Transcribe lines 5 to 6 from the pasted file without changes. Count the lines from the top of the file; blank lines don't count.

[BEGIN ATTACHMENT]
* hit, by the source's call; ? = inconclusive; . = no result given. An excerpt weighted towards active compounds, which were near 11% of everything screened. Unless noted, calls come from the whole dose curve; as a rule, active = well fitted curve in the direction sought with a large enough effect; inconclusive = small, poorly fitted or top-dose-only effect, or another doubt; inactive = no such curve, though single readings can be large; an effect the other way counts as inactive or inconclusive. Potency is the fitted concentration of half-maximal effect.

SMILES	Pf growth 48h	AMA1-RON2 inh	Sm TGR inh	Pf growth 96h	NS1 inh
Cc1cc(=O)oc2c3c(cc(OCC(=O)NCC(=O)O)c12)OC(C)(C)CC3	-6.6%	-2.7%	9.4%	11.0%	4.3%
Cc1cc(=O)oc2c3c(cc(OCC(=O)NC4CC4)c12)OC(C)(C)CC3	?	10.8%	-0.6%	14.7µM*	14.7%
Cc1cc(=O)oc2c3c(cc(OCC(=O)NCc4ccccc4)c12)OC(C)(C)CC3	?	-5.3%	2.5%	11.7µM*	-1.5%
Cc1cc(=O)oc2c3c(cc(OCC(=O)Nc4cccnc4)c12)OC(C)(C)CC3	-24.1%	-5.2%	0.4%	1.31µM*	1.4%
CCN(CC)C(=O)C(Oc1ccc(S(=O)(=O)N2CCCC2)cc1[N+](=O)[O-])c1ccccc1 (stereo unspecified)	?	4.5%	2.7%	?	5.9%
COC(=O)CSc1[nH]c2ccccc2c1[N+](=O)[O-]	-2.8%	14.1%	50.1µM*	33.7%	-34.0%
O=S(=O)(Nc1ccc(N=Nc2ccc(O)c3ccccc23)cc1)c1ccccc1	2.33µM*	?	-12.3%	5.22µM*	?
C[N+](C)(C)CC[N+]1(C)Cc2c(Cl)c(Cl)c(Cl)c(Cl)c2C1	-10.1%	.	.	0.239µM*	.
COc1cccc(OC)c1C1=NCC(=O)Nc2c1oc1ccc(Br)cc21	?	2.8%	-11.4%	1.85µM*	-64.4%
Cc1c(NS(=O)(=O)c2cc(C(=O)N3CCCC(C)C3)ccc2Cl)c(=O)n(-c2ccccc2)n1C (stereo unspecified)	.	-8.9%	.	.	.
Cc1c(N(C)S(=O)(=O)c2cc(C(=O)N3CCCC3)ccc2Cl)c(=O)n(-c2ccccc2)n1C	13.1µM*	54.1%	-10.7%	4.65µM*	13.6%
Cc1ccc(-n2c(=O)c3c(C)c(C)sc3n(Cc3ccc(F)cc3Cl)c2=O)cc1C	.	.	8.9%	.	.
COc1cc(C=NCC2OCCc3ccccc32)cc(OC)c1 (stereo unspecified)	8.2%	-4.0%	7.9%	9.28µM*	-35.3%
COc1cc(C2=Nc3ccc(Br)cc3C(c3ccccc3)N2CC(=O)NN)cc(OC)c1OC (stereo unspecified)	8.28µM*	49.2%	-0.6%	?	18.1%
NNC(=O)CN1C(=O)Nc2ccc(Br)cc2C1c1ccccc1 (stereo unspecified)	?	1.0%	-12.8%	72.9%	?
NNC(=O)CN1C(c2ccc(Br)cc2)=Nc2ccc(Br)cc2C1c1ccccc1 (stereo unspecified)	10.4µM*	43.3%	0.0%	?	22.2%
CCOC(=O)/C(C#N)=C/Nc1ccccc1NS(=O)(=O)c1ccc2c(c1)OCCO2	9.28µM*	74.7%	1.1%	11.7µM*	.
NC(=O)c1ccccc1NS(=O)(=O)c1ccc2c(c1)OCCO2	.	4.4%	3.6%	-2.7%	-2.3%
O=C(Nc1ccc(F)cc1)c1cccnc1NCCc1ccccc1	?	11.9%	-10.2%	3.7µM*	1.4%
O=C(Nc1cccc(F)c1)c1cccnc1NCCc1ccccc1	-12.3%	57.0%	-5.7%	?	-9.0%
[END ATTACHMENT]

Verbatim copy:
Cc1cc(=O)oc2c3c(cc(OCC(=O)NCc4ccccc4)c12)OC(C)(C)CC3	?	-5.3%	2.5%	11.7µM*	-1.5%
Cc1cc(=O)oc2c3c(cc(OCC(=O)Nc4cccnc4)c12)OC(C)(C)CC3	-24.1%	-5.2%	0.4%	1.31µM*	1.4%